Monday, April 30, 2007

Four Weeks Down, Thousands More To Go

This morning, I read on one of Teh Internet's bestest Nationals forums, that "a run here or there, and the Nationals are looking at a four-game winning streak." While, right, that's the epitome of loser talk about a loser team. Sure, I guess it's literally true, but the reason the Nats stink (tied with KC for worst), isn't because of a run here or there. It's because of 10 runs here. And 10 runs there. Sure, good teams lose more one-run games than they should (and as we saw in '05, bad teams win more one-run games than they should), but it's the bigger things that matter.

The Nats lost this week, not because they couldn't get one run here or there, but because they couldn't get ANY runs at ANY point. And they lost in previous weeks because they couldn't prevent ANY runs at ANY point.

Don't think this is a good team because the pitchers suddenly got good and the flaccid bats went even more impotent. On that note...

Nats Record: 2-4; 8-17 overall (last in baseball)
Expected Record: 6-19. Yes, they're playing over their head. Worse, that's a 39-123 pace. Wow.
Runs Scored: 16 (2.7/g); overall, 78, last in all of baseball
Runs Allowed: 27 (4.5/g); overall, 134, 15/16 teams in the NL

What's Good?
1) Jason Bergmann! He's had four excellent starts in a row, and I want to be a believer. He had two starts, gave up three runs, and had a loss and a no-decision. That's some tough luck.

2) Ryan Church's Batting Eye! He cooled off considerably from his torrid stretch earlier (just a .235 batting average), but his team-leading 7 walks (4 more than anyone) gave him a terrific .435 on-base-average, allowing him to be stranded countless times by the feeble bats behind him.

3) Crappy Pitchers' Luck! Jerome Williams walked 5 batters, yet pitched a 6-inning shutout. Matt Chico allowed 10 baserunners in a smidge over five innings, yet gave up only two runs and got a win. Sure, we can curse our luck over the bats not doing anything, but the Luck Fairy sprinkled used all her magical dust on these two performances.

What's Bad?
1) Limp RISP. You saw the games. You know things were bad. They had 48 ABs with RISP this week, and had 7 hits for a woeful .148 batting average. Worse, they had just 6 RBI on those 7 hits. 11 times they came to the plate with runners on first and second, and they were retired all 11 times, with 2 GIDP thrown in for good measure.

2) John Patterson. I've said that there was a lot to like about Patterson's start this week, but the 6 runs allowed, definitely wasn't one of those things. Whether he gets his stuff under control or not, right now, he's Tony Armas.

3) Ryan Zimmerman. Remember when he was good? .217 .308 .261 ain't gonna remind you of that.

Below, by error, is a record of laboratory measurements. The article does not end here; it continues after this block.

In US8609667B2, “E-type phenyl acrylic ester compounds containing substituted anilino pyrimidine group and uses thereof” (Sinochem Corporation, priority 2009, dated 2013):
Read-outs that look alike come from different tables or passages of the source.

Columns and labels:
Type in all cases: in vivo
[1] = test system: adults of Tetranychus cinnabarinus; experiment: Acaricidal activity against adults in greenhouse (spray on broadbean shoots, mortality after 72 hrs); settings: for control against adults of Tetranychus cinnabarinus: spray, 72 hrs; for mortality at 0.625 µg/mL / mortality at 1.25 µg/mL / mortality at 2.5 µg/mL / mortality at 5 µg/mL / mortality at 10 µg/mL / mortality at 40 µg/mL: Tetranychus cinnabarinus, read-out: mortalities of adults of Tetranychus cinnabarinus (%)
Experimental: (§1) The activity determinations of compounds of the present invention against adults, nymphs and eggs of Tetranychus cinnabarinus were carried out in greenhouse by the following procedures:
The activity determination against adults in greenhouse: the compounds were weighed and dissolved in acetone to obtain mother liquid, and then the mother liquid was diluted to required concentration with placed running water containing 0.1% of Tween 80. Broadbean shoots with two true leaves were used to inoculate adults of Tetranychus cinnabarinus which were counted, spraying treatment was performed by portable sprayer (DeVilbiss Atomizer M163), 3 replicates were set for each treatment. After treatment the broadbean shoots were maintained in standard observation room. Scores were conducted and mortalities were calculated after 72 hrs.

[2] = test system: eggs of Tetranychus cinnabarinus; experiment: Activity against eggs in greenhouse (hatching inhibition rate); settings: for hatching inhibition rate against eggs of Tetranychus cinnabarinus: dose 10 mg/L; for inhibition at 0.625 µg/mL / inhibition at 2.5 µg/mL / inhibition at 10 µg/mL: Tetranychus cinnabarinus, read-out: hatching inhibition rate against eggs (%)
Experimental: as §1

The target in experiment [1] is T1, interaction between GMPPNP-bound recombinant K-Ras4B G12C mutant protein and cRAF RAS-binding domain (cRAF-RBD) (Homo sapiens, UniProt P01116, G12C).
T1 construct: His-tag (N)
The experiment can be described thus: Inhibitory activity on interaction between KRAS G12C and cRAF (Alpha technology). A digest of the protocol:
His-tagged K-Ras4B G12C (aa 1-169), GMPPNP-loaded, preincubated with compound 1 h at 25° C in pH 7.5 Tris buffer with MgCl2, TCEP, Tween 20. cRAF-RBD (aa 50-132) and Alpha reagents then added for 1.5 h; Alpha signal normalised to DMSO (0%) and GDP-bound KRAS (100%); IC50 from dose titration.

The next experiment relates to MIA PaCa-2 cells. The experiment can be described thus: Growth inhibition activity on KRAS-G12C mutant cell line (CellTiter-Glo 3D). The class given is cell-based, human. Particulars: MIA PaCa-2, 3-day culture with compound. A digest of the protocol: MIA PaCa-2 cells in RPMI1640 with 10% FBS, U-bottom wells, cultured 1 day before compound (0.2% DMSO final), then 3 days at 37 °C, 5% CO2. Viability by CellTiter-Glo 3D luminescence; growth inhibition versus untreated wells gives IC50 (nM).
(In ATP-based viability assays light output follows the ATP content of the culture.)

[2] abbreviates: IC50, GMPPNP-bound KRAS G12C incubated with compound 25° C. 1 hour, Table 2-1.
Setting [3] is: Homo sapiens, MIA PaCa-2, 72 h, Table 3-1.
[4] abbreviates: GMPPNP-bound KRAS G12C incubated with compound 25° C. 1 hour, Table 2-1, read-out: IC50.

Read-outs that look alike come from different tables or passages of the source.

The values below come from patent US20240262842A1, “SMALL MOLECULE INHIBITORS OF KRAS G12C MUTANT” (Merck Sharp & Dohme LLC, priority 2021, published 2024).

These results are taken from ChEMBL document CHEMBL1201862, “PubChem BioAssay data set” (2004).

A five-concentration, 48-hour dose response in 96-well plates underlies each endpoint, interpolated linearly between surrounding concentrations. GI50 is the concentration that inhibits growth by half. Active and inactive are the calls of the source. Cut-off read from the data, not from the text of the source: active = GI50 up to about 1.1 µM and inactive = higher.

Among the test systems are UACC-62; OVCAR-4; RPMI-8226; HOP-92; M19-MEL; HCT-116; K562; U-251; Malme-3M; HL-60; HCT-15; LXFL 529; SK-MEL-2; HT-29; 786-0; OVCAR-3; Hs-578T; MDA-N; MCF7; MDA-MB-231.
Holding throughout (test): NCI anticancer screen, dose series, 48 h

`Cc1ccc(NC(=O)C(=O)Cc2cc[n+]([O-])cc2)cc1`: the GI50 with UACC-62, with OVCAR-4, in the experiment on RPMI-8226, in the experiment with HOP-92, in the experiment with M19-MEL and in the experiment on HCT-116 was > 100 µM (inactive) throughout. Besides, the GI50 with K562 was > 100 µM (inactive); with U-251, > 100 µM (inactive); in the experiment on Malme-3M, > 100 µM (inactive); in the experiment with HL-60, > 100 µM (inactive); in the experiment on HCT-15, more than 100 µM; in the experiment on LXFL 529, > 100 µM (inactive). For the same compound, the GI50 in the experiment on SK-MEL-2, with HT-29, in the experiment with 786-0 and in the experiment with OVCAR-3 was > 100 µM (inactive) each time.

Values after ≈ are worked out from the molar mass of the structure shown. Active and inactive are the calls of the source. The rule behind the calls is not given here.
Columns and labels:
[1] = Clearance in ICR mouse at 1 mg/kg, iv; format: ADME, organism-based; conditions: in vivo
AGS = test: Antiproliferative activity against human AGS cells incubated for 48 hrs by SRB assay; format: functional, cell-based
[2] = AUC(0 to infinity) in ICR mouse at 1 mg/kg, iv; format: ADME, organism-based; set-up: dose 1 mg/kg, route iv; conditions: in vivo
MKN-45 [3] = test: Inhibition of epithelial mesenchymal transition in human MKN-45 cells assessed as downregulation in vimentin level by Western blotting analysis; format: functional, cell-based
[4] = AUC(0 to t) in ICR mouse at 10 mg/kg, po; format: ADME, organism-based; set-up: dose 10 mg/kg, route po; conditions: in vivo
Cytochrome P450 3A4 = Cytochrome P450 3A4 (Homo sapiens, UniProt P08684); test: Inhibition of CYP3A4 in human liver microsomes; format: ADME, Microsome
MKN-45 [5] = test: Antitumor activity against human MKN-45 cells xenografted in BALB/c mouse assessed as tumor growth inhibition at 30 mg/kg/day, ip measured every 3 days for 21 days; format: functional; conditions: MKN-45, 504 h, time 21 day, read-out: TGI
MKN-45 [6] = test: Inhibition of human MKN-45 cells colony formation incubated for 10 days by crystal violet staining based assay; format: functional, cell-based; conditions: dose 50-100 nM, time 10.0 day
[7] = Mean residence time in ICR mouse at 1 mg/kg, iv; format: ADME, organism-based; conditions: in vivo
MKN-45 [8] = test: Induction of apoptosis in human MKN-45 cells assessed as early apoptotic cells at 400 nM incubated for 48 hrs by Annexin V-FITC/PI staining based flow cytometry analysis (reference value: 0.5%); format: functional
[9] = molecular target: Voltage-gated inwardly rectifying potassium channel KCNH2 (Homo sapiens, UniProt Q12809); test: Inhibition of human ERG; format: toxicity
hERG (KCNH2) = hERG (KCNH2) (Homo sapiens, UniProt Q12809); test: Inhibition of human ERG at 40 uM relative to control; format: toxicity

Game O' The Week
Thursday's afternoon game against the Phillies gave Shawn Hill his lone start of the week, and it also gave the Nats their first complete game of the year. With a 4-0 lead in the 8th, he hung a pitch to Aaron Rowand which he ripped for a homer. Hill got a chance to come back out in the 9th, but when he walked the lead-off batter, Manny Acta brought in Chad Cordero to give up some noisy outs, and make everyone nervous.

Weekly Awards:
MVP: Austin Kearns powered the Nats to at least one victory, when his three-run bomb held up against Los Mets. He had a solid week, batting .318 and slugging .727

Cy Young: No doubt it's Bergmann. Since that first outing, he's been as good, if not better than, Shawn Hill.

LVP: Felipe Lopez had a bad week. When your batting average is the same as your slugging and your on-base, it's tough. When your batting average is only .208, it's the worst. Throw in some bad defense and a CS, and it's not a week for his scrapbook.

Joe Horgan Award: Hopefully this'll be the last time John Patterson wins this. Yes, hope is something different from a prediction.

Weekly Whips:
4/24: Jason Bergmann did everything he could do but win the game. The Crappy Blowpen turned a close game into a rout -- three runs for the Nats is a rout!

4/25: Ron Belliard had 2 hits, but nobody really did much of anything.

4/25: Shawn Hill's 8+ innings make this the easiest pick of the year.

4/27: Pitching, Defense and Austin Kearns' Three-Run Homer.

4/28: Yeah, I know that Jerome Williams put the Nats in a position to win, but I was impressed by Jesus Flores' throwing, and without his laser to nab Reyes in the 8th or 9th inning, the Nats would've lost a helluva lot earlier.

4/29: Poor Jason Bergmann. What's a dude gotta do to get a win? (Hint: Don't pitch for such a crappy team!)

Looking Ahead:
Ah, the horrors of the Padres, then a chance to see our old friend Alfonso Soriano in his new uniform. The good thing about the Padres series is that we likely won't have a lead, so Cordero won't get a chance to yak the game away.

The first four pitchers the Nats face this week are Jake Peavy, Clay Hensley, Chris Young and Carlos Zambrano. Zambrano and Hensley have struggled, but they're very good pitchers, and I don't think this is the week the bats finally wake up from their slumber.

2 Comments:

  • Not only are the Nats outperforming their Pythag projection, they are better than expected in one-run games (4-3). Even if you toss in 2-run games (which I like to do) The Nats are 6-6. Not wildly outperforming to be sure, but when you are looking at any reason for possible late season improvement you don't like to see all the tangetal information pointing to a downward swing.

    By Blogger Harper, at 4/30/2007 1:20 PM  

  • Can't believe Cordero didn't make the Bad list.

    Do the Red Sox have any magic beans we can still trade him for?

    By Anonymous BristowNats, at 4/30/2007 2:56 PM  

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